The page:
Deep Learning for Mobile Mental Health: Challenges and recent advances
IEEE Signal Processing Magazine
Institute of Electrical and Electronics Engineers (IEEE)
MetadataShow full item record
Han, J., Zhang, Z., Mascolo, C., Andre, E., Tao, J., Zhao, Z., & Schuller, B. (2021). Deep Learning for Mobile Mental Health: Challenges and recent advances. IEEE Signal Processing Magazine, 38 (6), 96-105. https://doi.org/10.1109/MSP.2021.3099293
Mental health plays a key role in everyone’s day-to-day lives, impacting our thoughts, behaviours, and emotions. Also, over the past years, given its ubiquitous and affordable characteristics, the use of smartphones and wearable devices has grown rapidly and provided support within all aspects of mental health research and care, spanning from screening and diagnosis to treatment and monitoring, and attained significant progress to improve remote mental health interventions. While there are still many challenges to be tackled in this emerging cross-discipline research field, such as data scarcity, lack of personalisation, and privacy concerns, it is of primary importance that innovative signal processing and deep learning techniques are exploited. Particularly, recent advances in deep learning can help provide the key enabling technology for the development of the next-generation user-centric mobile mental health applications. In this article, we first brief basic principles associated with mobile device-based mental health analysis, review the main system components, and highlight conventional technologies involved. Next, we describe several major challenges and various deep learning technologies that have potentials for a strong contribution in dealing with these challenges, respectively. Finally, we discuss other remaining problems which need to be addressed via research collaboration across multiple disciplines.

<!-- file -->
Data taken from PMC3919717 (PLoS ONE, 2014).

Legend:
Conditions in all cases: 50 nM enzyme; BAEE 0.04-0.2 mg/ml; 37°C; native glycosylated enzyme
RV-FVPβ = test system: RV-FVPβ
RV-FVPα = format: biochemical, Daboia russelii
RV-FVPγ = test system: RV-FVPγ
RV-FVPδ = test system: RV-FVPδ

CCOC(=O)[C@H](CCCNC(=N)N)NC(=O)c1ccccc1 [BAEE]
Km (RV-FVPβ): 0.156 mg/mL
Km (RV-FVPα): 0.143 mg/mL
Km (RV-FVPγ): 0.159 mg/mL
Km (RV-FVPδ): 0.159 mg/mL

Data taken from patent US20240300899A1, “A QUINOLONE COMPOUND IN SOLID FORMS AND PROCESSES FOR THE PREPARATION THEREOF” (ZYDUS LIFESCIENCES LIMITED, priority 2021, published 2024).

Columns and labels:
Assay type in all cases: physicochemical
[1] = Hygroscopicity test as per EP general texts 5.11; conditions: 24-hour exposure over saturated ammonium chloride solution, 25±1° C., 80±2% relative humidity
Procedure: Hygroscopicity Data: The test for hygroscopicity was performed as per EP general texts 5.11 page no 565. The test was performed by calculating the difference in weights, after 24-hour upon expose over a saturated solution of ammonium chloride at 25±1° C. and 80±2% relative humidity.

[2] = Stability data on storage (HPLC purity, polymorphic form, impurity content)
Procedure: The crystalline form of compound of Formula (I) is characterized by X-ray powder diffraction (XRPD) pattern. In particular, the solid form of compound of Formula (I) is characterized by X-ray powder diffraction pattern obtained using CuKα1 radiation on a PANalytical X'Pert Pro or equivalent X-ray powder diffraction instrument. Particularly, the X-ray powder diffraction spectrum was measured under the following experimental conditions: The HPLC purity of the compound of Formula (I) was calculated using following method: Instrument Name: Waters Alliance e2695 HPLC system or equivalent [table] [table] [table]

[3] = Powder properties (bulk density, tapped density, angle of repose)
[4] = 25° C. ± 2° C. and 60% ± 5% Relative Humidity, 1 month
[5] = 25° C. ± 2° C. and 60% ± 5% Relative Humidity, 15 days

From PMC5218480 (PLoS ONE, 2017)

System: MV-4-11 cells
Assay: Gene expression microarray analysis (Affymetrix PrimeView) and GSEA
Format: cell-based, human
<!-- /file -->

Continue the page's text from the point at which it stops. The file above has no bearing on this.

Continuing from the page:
Mental Health, Bioengineering, Behavioral and Social Science, Mental health, 3 Good Health and Well Being
This paper has been partially funded by the Bavarian Ministry of Science and Arts as part of the Bavarian Research Association ForDigitHealth, the National Natural Science Foundation of China (Grant No. 62071330, 61702370), and the Key Program of the National Natural Science Foundation of China (Grant No: 61831022).
External DOI: https://doi.org/10.1109/MSP.2021.3099293
This record's URL: https://www.repository.cam.ac.uk/handle/1810/326019
All rights reserved
Recommended or similar items
The current recommendation prototype on the Apollo Repository will be turned off on 03 February 2023. Although the pilot has been fruitful for both parties, the service provider IKVA is focusing on horizon scanning products and so the recommender service can no longer be supported. We recognise the importance of recommender services in supporting research discovery and are evaluating offerings from other service providers. If you would like to offer feedback on this decision please contact us on: email@example.com